Pittsburgh diocese’s Bishop Zubik ‘very sorry’ for priests’ sex crimes, says action plan to come |

Pittsburgh diocese’s Bishop Zubik ‘very sorry’ for priests’ sex crimes, says action plan to come

Jamie Martines

Seated in front of the altar at Saint Paul Cathedral in Pittsburgh’s Oakland neighborhood, Bishop David A. Zubik of the Catholic Diocese of Pittsburgh listened as members of the city’s Catholic community — some of them survivors of sexual abuse at the hands of clergy — shared criticism, reflections and questions following the Pennsylvania grand jury report on sexual abuse released in August.

Thursday’s session is the first of four to be held by the Diocese of Pittsburgh; the others are next week.

“All that I have heard tonight has been your sharing reflections with me,” Zubik said as he addressed attendees at the close of the session. “And so I need to thank you for your courage.”

He extended is apologies to victims and members of the Catholic community.

“I really am very sorry,” Zubik said. “Not empty words. I’m sorry that you suffered because of the church.”

After opening prayers and readings, at least 19 attendees addressed Zubik for about 90 minutes.

Those who didn’t get to speak before the program moved to closing prayers just before 9 p.m. were asked to write their comments down on cards that were collected by the session’s lay facilitators.

Ellen Mady, a diocese staff member, moderated the session. She’ll serve as moderator for upcoming sessions as well.

In addition to sharing personal stories of abuse, many of the speakers called for increased transparency as the diocese moves forward with addressing claims of abuse.

This includes more openness about how parishioners’ donations are being spent.

Several speakers urged Zubik to resign.

Speaking with reporters after the event, Zubik did not respond to calls for his resignation.

He also would not address any examples of abuse discussed during the session, except to say that an action plan outlining how the church will move forward will be released after all four sessions are complete.

That action plan will be released to the public and will be complete before Ash Wednesday, which falls on March 6, Zubik said.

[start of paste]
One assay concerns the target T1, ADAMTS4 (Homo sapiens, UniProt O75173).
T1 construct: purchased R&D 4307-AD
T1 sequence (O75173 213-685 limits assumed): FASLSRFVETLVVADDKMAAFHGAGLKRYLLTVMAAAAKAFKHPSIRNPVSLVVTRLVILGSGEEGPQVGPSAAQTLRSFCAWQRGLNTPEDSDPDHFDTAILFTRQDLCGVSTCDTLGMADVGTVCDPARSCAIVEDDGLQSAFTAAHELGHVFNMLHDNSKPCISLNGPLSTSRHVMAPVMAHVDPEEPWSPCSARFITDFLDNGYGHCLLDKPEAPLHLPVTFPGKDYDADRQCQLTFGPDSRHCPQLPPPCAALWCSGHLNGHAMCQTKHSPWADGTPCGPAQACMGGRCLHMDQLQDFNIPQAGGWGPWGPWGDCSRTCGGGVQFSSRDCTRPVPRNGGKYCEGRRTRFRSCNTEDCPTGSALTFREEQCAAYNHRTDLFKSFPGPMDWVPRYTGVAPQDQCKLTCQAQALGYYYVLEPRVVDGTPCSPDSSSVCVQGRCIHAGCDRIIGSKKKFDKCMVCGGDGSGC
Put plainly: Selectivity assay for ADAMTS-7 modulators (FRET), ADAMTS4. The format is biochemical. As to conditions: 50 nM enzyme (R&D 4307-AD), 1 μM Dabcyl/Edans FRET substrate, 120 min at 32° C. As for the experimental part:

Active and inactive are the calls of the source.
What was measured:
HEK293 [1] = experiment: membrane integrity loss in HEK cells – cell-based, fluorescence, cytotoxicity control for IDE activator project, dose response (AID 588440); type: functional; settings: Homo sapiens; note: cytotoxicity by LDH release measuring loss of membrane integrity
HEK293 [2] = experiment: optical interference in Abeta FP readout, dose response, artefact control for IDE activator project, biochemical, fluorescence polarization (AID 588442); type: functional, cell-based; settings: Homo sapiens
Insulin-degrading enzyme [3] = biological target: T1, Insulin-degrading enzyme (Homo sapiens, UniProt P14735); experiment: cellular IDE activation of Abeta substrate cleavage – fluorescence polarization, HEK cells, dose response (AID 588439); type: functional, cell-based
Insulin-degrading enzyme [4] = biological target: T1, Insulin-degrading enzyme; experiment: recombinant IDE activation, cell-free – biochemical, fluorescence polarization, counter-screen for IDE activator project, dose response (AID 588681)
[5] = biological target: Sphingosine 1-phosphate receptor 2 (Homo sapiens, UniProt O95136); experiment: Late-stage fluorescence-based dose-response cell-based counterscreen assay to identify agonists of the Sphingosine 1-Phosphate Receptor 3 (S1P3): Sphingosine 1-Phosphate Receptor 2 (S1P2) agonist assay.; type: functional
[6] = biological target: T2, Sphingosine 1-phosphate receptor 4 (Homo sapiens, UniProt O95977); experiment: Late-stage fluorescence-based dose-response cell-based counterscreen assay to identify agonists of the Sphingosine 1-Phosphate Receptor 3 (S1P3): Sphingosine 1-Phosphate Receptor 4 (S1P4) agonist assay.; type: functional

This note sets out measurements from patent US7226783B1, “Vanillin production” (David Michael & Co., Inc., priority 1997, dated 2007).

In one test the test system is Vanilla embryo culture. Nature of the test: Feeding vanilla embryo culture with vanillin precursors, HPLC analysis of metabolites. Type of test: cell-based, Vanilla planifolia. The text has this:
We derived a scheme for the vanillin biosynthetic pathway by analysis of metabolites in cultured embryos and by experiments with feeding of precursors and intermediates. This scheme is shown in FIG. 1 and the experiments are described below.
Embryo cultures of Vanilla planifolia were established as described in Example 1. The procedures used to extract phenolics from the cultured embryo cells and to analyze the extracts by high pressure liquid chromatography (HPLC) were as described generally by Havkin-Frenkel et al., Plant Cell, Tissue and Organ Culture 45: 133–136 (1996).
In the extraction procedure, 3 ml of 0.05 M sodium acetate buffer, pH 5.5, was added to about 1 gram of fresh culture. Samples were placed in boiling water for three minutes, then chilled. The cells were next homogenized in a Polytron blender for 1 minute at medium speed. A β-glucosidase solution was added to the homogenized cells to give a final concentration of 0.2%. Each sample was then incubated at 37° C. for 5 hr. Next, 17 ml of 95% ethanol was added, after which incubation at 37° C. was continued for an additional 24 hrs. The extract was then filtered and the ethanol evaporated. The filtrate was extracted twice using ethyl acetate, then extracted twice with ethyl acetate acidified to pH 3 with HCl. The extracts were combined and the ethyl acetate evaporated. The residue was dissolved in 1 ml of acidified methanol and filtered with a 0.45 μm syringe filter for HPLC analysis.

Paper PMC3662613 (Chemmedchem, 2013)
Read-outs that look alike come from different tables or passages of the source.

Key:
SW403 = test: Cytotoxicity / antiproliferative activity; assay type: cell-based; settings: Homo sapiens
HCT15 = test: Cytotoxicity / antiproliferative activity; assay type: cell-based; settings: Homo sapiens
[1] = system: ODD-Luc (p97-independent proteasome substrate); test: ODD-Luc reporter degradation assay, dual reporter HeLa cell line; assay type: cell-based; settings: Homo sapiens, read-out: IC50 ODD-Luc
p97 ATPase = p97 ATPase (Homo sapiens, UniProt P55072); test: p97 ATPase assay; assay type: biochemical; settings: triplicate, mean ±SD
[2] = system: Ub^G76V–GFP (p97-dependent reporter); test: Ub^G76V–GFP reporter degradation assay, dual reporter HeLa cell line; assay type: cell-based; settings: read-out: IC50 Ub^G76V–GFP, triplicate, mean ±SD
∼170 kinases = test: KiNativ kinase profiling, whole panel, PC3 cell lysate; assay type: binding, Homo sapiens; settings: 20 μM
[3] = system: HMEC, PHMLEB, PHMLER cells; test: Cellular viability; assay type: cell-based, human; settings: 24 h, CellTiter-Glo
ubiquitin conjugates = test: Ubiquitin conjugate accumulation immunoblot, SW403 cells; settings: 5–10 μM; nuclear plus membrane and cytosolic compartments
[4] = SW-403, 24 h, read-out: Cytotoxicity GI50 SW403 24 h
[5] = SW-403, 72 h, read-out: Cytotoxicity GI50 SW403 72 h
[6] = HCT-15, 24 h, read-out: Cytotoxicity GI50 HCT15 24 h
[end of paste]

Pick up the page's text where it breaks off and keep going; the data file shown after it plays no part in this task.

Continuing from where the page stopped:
The Diocese of Pittsburgh includes Allegheny, Beaver, Butler, Greene, Lawrence and Washington counties. There are 12 municipalities in the Alle-Kiski Valley served by the Diocese of Pittsburgh, with a combined population of about 52,000.

The roughly 900-page report detailed sexual abuse allegations in six Catholic dioceses around Pennsylvania, including those based in Greensburg and Pittsburgh.

The grand jury report identified 301 “predator priests” who are accused of molesting at least 1,000 victims over a 70-year period.

Of those, 20 priests worked throughout the Greensburg diocese and 99 worked throughout the Pittsburgh diocese. A string of listening sessions hosted by the Diocese of Greensburg also wrapped up in Indiana County on Thursday.

The report also detailed evidence that administrators — including bishops — permitted priests accused of sexual abuse to continue working and failed to properly investigate child abuse claims.

Remaining Diocese of Pittsburgh listening sessions are scheduled for:

  • Monday, Dec. 3 at 7 p.m., Saint Thomas a Becket Church, 139 Gill Hall Road, Jefferson Hills, PA 15025
  • Tuesday, Dec. 4 at 7 p.m., Our Lady of Fatima Church, 2270 Brodhead Road, Aliquippa, PA 15001
  • Thursday, Dec. 6, Saint Ferdinand Church, 2535 Rochester Road, Cranberry Township, PA 16066

Jamie Martines is a Tribune-Review staff writer. You can contact Jamie at 724-850-2867, [email protected] or via Twitter @Jamie_Martines.

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